Community conversations on supervised injection services start in Red Deer

Turning Point clients would overwhelmingly access supervised consumption services if they were offered in the City of Red Deer.

A survey conducted by Red Deer Coalition on the Opioid Crisis showed that of the more than 250 respondents, 85 per cent would be willing to use the services.

The survey is just one part of the work behind a community needs assessment to see if Red Deer could offer the services. Another part, community conversations started Tuesday night with the first of nine of these sessions.

The conversation featured people who work with Turning Point and other local community health workers, talking about what the services could look like, the potential impacts and benefits and deadly impact of the opioid crisis.

“I think it’s a contentious issue and I think a lot of people have legitimate concerns,” said Sarah Fleck, Turning Point Interim Operations Manager. “We want to provide education to them and give them an opportunity to state their concerns so we can address them.”

Much of the conversation from the about 15 participants focused on how the services would affect the crime rate, what additional supports would be offered, how the services would impact needle debris in the city.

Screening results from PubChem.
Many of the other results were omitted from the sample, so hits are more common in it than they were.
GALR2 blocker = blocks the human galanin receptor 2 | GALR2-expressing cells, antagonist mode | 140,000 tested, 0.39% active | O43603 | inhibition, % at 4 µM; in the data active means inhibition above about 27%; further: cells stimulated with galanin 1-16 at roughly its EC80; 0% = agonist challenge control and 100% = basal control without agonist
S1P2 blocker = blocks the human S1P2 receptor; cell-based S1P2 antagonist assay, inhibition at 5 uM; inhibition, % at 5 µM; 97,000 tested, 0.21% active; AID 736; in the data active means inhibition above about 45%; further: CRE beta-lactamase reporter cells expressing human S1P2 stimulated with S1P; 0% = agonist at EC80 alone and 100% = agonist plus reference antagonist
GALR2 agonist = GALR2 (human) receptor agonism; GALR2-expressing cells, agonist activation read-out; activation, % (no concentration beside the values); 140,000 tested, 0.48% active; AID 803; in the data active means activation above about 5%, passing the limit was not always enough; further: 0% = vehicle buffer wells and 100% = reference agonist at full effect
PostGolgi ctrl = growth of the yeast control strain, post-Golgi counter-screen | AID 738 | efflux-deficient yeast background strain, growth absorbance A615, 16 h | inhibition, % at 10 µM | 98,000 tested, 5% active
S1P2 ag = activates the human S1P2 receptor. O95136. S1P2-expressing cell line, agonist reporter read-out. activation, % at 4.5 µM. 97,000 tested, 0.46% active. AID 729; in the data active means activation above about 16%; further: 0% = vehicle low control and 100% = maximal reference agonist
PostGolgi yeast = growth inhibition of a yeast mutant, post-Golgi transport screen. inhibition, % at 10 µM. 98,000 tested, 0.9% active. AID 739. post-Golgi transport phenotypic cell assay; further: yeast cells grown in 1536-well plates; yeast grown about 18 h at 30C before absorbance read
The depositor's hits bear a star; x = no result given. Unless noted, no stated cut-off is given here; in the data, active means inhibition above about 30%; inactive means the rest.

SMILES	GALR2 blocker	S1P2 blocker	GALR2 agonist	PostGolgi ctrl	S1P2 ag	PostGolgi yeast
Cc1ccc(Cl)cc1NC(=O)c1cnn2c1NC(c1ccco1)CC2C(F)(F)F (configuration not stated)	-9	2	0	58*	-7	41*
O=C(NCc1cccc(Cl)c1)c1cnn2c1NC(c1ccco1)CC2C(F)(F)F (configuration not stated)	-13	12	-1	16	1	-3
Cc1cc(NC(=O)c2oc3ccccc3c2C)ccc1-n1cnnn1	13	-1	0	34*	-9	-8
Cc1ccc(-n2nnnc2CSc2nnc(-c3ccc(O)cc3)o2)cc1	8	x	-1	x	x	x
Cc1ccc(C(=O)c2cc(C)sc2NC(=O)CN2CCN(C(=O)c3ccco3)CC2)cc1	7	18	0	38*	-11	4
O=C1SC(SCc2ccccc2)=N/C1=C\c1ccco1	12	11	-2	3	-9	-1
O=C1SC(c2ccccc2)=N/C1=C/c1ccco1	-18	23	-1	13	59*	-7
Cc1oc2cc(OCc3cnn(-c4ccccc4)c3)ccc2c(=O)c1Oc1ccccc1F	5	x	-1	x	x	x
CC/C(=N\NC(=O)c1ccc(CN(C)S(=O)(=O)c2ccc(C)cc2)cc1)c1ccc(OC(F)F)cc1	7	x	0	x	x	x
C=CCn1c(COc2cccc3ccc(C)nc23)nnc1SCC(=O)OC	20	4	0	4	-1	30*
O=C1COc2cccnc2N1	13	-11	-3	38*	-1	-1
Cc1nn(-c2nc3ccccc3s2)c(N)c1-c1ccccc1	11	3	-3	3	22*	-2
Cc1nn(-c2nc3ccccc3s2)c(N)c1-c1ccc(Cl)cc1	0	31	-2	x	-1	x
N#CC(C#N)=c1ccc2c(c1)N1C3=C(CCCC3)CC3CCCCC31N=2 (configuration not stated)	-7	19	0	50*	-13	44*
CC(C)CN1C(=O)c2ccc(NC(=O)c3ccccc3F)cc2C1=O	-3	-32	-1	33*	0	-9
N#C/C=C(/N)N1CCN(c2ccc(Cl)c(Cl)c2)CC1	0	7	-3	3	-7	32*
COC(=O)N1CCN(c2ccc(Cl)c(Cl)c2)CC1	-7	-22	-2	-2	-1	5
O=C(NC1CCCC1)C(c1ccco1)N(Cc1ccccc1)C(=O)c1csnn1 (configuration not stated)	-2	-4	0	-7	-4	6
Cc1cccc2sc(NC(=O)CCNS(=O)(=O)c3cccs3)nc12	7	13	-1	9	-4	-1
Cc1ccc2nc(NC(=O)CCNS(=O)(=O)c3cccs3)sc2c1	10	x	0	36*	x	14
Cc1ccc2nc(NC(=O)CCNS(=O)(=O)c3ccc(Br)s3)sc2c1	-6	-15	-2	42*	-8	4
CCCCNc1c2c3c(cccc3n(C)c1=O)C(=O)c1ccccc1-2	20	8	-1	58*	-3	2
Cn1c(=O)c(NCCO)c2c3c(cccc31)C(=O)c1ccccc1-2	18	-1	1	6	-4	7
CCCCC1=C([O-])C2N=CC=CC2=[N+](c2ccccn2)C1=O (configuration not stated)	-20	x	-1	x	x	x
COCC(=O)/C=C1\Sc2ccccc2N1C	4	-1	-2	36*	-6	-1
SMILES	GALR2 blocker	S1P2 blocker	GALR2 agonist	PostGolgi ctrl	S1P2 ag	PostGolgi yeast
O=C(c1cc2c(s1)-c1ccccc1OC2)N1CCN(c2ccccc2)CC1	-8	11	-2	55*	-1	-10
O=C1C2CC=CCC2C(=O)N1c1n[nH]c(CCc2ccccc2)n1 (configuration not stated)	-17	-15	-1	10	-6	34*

The presenters said the services would decrease overdoses, as well as the spread of diseases such as HIV-AIDS and Hepatitis. It would also reduce the volume of needle debris around the city as they would be collected on site.

A potential site would have two staff members on duty at all times and one nurse to supervise consumption. Drugs are not dispensed or purchased on site, but brought in from outside. The services would be offered at an existing facility and would not be available 24 hours a day.

Having access to additional supports was important for some participants. Housing and addictions support are just two of what could be offered to people coming and going.

“It took a pretty serious crisis in my case to get me the access to resources that helped me get clean,” said Keira Vander Vliet, a participant.

Vander Vliet has been sober now for 18 months, but it wasn’t long ago that he used cocaine, oxycontin, oxyneo, fentanyl, crystal meth and hydromorphone. He recounted some of his experience and how he decided to change his life saying it “wasn’t livable with drugs.”

He speaks to people in Red Deer who are still using and he wants to help them get clean. He said having these facilities would benefit them.

“If for no other reason than just having them get access to people who have compassion for them,” said Vander Vliet. “If they find recovery appealing for them, that’s how they’re going to find it is by having a place free of judgment. Like a consumption site would be.”

The information gathered from the conversations will become part of a report and be part of the larger needs assessment the Red Deer Coalition on the Opioid Crisis is undertaking.

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